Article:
Liberals or NDP need to take control from all-powerful ‘corporate elite’
With the next federal election a little more than two years away, it is time we started asking the Liberals and New Democrats what kind of government they will deliver if either one can bounce the Conservatives from power.
It would be unwise to underestimate the Conservatives’ devious political smarts, but it increasingly looks like we may have a dramatic change in Ottawa – perhaps even a Liberal government.
A win for either the Liberals or NDP will be a tremendously important change, but the winner should also be able to deliver a new kind of politics.
So, it’s time to begin pressuring both Justin Trudeau and Tom Mulcair to articulate exactly what they would do, and the challenge is huge.
The last time Canada had a liberal-minded, reasonably democratic government was during the Pierre Trudeau era in the 1970s.
The domination of the government by a powerful elite dates back more than 30 years to the time of Liberal Prime Minister John Turner. That’s when a wealthy, mainly corporate class of men began dominating the federal government and its’ economic policies.
The rich and powerful believed that unrestricted capitalism could do a much better job of running the country. One of the first moves was to abandon the policy of full employment in favor of making conditions more advantageous for business.
While other governments helped embolden and empower corporate Canada, it has been Stephen Harper who has embraced neo-liberalism more than any other leader, destroying many of the country’s foundations during his seven years in power.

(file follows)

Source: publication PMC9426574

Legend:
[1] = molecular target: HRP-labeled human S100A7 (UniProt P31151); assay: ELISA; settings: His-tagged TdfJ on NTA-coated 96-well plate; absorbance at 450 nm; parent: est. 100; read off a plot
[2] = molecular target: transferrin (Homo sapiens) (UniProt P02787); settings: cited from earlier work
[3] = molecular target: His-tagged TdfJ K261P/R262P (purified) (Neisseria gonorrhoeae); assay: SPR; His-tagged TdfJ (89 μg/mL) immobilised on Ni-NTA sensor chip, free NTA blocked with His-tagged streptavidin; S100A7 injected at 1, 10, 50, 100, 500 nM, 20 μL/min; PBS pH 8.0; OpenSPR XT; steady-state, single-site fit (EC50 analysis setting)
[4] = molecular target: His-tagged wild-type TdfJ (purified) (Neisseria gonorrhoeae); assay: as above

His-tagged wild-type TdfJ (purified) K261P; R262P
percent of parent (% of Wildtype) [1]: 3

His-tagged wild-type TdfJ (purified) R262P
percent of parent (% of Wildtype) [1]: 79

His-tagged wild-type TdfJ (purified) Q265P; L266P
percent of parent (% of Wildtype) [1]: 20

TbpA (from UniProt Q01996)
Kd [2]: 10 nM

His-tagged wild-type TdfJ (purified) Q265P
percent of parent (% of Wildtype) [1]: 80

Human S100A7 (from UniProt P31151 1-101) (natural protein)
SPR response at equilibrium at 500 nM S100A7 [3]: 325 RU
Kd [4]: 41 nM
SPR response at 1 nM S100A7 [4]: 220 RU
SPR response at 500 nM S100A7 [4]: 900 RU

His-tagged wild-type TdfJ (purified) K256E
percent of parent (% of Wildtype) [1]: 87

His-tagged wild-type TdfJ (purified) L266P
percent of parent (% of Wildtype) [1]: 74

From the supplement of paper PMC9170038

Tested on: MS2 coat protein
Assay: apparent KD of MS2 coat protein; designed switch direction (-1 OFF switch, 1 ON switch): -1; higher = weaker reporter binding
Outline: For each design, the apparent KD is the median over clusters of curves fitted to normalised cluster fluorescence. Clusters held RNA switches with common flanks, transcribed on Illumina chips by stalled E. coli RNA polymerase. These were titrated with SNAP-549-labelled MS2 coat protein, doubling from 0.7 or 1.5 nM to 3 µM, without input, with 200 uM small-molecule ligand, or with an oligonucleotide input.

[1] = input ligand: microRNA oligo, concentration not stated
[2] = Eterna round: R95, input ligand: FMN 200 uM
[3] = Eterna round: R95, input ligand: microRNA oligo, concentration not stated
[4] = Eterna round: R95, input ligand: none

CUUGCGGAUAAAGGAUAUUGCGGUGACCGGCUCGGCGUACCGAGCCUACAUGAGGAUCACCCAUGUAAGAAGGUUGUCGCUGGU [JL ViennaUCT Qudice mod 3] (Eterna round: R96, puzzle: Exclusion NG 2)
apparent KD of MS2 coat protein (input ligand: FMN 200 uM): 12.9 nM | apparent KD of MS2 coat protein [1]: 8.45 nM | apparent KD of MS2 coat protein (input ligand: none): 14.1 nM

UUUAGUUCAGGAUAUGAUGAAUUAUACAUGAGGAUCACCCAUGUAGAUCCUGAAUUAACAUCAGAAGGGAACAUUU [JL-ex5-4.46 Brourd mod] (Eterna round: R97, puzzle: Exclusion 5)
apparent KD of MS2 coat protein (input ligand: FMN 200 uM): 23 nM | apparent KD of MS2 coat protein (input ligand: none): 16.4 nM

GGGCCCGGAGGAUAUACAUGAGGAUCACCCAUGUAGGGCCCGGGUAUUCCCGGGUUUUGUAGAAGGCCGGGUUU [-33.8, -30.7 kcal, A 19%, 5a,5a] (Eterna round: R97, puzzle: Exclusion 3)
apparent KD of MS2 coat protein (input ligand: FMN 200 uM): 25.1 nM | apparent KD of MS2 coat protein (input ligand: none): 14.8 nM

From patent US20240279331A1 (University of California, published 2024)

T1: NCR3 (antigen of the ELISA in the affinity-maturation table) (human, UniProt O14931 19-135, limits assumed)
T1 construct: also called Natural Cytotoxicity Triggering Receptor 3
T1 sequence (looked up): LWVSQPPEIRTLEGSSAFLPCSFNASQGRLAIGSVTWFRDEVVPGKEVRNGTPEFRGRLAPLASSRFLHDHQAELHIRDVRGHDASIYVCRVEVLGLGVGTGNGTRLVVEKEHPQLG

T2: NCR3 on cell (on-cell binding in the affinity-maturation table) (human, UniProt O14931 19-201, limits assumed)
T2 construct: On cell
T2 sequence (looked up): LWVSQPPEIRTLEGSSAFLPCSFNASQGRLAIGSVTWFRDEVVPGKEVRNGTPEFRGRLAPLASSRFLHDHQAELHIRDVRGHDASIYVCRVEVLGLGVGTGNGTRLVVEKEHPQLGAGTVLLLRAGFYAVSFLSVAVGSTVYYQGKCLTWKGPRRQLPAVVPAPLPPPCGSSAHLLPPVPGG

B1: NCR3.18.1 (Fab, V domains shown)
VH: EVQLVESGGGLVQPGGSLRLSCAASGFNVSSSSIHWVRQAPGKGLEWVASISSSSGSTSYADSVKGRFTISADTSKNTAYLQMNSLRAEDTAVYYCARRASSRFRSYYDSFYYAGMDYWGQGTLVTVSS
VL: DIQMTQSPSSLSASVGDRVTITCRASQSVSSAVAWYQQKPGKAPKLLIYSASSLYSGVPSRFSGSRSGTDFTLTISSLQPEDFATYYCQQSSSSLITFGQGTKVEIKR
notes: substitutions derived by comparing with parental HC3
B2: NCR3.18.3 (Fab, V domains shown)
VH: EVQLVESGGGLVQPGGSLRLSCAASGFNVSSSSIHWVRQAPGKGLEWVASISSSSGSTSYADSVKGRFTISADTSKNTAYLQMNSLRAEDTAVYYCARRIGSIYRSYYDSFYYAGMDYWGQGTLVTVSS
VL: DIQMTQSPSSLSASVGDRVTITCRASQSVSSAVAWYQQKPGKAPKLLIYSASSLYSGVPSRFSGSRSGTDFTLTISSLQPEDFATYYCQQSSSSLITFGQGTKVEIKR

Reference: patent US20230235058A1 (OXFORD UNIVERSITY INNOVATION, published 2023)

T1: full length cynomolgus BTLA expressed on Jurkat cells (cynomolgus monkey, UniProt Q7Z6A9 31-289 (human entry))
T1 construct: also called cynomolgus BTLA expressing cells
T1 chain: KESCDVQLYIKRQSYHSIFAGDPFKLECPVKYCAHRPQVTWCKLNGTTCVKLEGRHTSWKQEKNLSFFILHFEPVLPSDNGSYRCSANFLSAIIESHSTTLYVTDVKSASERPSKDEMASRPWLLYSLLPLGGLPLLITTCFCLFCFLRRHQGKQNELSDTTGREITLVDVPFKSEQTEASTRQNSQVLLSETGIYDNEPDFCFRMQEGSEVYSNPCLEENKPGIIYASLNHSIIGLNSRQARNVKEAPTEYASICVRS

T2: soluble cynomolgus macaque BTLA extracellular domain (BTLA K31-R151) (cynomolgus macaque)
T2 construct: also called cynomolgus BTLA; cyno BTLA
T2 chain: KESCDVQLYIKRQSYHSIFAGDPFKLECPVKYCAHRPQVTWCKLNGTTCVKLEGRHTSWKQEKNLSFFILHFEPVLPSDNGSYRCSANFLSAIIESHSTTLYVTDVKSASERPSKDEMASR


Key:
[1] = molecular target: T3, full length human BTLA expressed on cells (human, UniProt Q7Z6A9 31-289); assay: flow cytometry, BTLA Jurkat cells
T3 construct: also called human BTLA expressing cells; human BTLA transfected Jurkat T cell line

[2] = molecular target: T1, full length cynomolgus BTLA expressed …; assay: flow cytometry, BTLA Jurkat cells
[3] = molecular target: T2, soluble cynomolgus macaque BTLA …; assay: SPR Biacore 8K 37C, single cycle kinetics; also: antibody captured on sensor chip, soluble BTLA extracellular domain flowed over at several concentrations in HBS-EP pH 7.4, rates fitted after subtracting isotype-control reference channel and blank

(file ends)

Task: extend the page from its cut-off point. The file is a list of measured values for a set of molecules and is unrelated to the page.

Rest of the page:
Subsequently, if there is a new government, it will come to power with the extreme right wing more entrenched than ever before. Quietly lobbying behind the scenes, aggressive organizations are determined to maintain policies that tend to reward the rich and penalize everyone else.
The Canadian Council of Chief Executives is the largest and most powerful of the corporate elite. Membership is made up of the CEOs of the country’s largest 150 corporations, which have assets worth $4.5-trillion. It was this Council that was the main force behind the push for Canada to sign its two major free trade agreements. The Council continues to quietly push for a loosening or breakdown of the Canadian-U.S. border, something that most Canadians do not want.
The ruling class also has the support of the corporate-owned mainstream media, most of which favors a right-wing point of view.
So, what of Trudeau or Mulcair?
From what I can see, neither is proposing any changes that would upset those who so strongly dominate the country. So far, both say they will focus on improving the lot of the middle class, but Trudeau won’t increase taxes on the rich. Both favour some sort of tax on carbon. The NDP is talking about creating a long-overdue national transportation policy. Trudeau favors keeping the Senate, but appointing better qualified Senators.
These promises are more about getting votes than taking on the serious issues facing the country. Interestingly, as far as I know, the term “neo-liberalism” was not uttered once during either the Liberal or NDP leadership race.
If either party manages to replace the Conservatives, it will inherit a bleak financial situation. Harper has limited the revenue-generating ability of any new government by dramatically reducing both corporate and individual tax rates as well as creating tax loopholes and failing to crack down on funds held offshore.